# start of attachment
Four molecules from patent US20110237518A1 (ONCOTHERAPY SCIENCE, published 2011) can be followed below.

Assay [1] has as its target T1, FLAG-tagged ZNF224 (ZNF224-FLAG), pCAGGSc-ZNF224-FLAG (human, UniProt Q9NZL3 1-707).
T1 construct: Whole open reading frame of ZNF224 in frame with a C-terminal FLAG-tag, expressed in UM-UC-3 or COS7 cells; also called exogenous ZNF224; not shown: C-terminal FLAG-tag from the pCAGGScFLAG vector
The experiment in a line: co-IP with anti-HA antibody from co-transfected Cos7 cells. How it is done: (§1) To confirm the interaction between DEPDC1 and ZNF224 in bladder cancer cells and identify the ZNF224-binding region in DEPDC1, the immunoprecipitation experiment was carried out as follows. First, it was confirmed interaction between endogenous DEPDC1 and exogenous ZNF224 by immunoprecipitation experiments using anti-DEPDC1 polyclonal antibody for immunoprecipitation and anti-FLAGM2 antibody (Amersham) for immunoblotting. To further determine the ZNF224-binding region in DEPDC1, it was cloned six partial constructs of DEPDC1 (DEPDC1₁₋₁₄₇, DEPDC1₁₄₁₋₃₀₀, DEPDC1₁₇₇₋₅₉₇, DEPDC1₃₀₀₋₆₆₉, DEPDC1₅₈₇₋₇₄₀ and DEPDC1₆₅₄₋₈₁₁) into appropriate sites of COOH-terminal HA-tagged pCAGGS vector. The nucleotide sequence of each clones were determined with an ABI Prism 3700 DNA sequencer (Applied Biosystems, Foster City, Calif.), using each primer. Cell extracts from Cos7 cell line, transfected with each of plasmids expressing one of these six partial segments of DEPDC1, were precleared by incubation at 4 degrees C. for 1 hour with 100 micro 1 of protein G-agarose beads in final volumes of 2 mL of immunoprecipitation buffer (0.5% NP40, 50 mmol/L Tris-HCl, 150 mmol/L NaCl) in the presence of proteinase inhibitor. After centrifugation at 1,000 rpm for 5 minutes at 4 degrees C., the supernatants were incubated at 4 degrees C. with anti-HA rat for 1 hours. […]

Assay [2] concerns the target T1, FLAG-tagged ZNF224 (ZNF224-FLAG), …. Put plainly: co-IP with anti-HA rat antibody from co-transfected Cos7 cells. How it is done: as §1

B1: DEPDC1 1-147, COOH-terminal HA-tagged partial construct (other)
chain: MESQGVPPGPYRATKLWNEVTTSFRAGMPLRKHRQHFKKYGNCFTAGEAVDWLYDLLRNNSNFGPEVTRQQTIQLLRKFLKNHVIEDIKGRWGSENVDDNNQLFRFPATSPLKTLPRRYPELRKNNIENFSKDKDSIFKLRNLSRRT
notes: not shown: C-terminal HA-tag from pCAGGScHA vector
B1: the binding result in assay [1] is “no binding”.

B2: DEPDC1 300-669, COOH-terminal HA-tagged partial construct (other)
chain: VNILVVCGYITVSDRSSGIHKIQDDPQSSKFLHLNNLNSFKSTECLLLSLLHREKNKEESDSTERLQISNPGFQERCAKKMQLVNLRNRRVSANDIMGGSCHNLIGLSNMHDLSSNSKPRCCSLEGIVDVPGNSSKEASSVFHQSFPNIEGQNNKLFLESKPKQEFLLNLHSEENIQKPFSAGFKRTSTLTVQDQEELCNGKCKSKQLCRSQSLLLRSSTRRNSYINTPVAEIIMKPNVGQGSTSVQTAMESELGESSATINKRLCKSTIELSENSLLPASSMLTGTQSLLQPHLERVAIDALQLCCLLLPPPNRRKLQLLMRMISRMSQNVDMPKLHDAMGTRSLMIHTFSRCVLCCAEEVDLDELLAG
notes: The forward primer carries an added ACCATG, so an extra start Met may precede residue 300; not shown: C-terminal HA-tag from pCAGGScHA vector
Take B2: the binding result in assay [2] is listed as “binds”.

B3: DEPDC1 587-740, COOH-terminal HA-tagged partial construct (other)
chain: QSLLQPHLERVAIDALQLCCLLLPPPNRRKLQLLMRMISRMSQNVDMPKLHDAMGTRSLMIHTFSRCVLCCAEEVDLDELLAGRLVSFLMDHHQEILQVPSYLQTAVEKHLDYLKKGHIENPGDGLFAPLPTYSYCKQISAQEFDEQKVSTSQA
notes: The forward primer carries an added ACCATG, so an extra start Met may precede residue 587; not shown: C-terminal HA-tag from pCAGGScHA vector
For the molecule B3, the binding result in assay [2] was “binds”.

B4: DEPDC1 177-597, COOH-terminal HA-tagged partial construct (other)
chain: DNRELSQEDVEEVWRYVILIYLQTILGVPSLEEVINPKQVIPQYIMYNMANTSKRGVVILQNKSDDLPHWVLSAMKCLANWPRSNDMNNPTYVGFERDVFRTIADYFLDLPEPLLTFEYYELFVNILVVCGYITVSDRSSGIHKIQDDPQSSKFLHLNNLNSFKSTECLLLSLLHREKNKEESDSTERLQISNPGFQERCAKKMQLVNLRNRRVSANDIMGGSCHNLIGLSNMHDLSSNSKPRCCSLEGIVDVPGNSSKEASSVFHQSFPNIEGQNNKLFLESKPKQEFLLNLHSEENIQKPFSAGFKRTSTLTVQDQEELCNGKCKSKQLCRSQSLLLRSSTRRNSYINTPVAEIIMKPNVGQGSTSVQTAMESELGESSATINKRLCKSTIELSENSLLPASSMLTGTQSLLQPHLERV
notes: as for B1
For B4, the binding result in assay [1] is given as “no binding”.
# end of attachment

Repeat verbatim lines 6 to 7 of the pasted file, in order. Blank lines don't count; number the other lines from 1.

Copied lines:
B1: DEPDC1 1-147, COOH-terminal HA-tagged partial construct (other)
chain: MESQGVPPGPYRATKLWNEVTTSFRAGMPLRKHRQHFKKYGNCFTAGEAVDWLYDLLRNNSNFGPEVTRQQTIQLLRKFLKNHVIEDIKGRWGSENVDDNNQLFRFPATSPLKTLPRRYPELRKNNIENFSKDKDSIFKLRNLSRRT